Regulatory is Part of the Design and Design Team: Part 2

Regulatory is Part of the Design and Design Team: Part 2

March 2, 2023

Regulatory is Part of the Design and Design Team: Part 2


Here are a few more practical examples generally demonstrating that Regulatory can’t be separated from the design team.


For example, if a Regulatory staffer compiled the GSPR matrix or an FDA 510(k), then that unfortunately means that staffer wrote regulatory design outputs.  For example, ISO TC/210 includes as design outputs, “documentation for submission to the regulatory authorities“.  This is because ISO 13485 (and FDA) have very deliberate and distinct requirements for regulatory inputs, outputs, etc., as distinguished from the subject device’s functional and performance requirements.  Be sure not to equate the regulatory inputs/outputs with the device’s functional/performance requirements that might be embedded or referenced within the regulatory outputs.  Again, for these reasons, I don’t expect that a notified body, an ISO registrar, or FDA would buy the assertion that the team’s regulatory contributor isn’t part of the design team, nor do I expect these authorities to accept attempts to have said regulatory contributor be the independent reviewer or “other specialist personnel” regarding those regulatory inputs/outputs, verification, etc. Consequently, if one fought the regulatory authority in such instances, then I expect that you could not only lose that battle, but also in the process damage the organization’s relationship with the regulatory authority, and thus the organization’s premarket authorization efforts.  There are certainly proper times to push back on a regulatory authority; but this doesn’t seem to be one of them.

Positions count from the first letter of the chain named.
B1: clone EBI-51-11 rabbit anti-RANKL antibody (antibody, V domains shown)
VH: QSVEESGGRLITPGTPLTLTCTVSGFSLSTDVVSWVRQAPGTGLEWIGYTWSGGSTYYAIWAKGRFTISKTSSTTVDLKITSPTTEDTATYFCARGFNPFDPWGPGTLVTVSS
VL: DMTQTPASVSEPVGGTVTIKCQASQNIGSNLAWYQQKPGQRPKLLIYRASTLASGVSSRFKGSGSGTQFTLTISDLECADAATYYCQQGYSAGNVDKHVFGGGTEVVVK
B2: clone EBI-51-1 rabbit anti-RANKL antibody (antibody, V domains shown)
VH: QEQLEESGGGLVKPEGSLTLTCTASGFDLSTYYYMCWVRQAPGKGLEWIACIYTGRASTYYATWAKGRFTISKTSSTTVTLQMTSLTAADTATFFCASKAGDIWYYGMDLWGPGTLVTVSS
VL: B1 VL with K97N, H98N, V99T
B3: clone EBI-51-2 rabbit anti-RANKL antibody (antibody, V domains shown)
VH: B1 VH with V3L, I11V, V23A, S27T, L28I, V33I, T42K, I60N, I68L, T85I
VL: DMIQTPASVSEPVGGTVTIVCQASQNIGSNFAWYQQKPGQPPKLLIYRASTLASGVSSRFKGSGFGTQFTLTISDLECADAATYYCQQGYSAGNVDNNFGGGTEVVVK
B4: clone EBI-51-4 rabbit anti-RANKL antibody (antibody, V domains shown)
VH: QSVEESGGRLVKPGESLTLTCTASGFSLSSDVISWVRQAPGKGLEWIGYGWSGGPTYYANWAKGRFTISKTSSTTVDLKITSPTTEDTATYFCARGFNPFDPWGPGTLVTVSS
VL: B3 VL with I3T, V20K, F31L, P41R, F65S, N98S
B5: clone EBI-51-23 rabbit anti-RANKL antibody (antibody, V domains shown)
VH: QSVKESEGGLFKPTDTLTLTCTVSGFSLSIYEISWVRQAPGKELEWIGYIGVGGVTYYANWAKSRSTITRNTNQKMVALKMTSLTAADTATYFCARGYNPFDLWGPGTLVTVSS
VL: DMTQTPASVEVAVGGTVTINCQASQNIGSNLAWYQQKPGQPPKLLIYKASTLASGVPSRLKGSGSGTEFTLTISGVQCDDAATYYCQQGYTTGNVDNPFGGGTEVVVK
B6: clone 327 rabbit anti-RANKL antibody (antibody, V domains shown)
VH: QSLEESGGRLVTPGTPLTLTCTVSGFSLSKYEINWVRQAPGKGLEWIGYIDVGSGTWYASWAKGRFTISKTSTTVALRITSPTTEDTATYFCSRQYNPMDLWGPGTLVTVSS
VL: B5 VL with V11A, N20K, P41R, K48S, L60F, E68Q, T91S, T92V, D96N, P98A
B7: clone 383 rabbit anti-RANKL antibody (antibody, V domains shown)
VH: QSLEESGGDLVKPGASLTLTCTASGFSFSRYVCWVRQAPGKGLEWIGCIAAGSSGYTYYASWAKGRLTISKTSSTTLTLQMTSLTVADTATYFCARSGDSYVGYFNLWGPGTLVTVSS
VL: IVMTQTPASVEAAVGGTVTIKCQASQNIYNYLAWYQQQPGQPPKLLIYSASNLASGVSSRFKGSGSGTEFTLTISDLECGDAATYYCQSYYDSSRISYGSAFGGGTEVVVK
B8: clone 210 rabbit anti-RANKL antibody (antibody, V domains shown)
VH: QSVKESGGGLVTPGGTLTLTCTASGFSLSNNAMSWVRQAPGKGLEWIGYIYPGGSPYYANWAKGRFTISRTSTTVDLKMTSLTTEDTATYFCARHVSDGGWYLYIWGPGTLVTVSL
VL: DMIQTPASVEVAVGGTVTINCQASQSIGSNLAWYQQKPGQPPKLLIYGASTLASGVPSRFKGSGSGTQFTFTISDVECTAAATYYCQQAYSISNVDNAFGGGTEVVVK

I also think it’s a losing battle to argue that a primary author/contributor of a critical part(s) of the device specification and/or IFU, such as adding (i.e., writing) an indication for use consistent with the predicate, isn’t a design team member.


Similarly, if a person signed off on and/or “completed” process, packaging, and sterilization validations, then again, then I expect it will be a losing battle to argue that such person isn’t a design team member.


Likewise, if a team member reviews the design verification/validation protocols and reports for regulatory compliance (meaning that such member is participating in design verification/validation), then I view it as a stretch (or worse) to assert that such person isn’t part of the design team.


It’s also important to be mindful that ISO TC/210 and FDA expect the design team and its members’ roles to be very clearly defined (i.e., in the design plan).  FDA says that, “The importance of defining responsibilities with clarity and without ambiguity should be recognized.”  ISO TC/210 says, “It needs to be clear who has responsibility and authority for design and development. Generally, as different groups or functions within your organization are involved in design and development, clear and effective communication with distinct assignment of responsibilities across your organization is important….The design and development plan should identify the review, verification and validation methods to be used, including who is to carry them out…” [emphasis added].  This alludes to the pitfalls of arguing against a regulatory authority’s inclusion of the cited personnel contributions as being part of the design team.


I tend to reflexively agree with some concerns/objections about inclusion of the QMS procedures as design documents requiring design team member attendance.  Yet if a regulatory authority wanted to really flex its muscles when push comes to shove, then I expect that it could also sustain an argument in some cases that authoring or release of QMS procedures to assure regulatory compliance could be part of the aforesaid regulatory design outputs (see my foregoing regulatory inputs/outputs explanations).  For example, remember that conformity with the EU MDR requires creation of QMS procedures according to the EU MDR.

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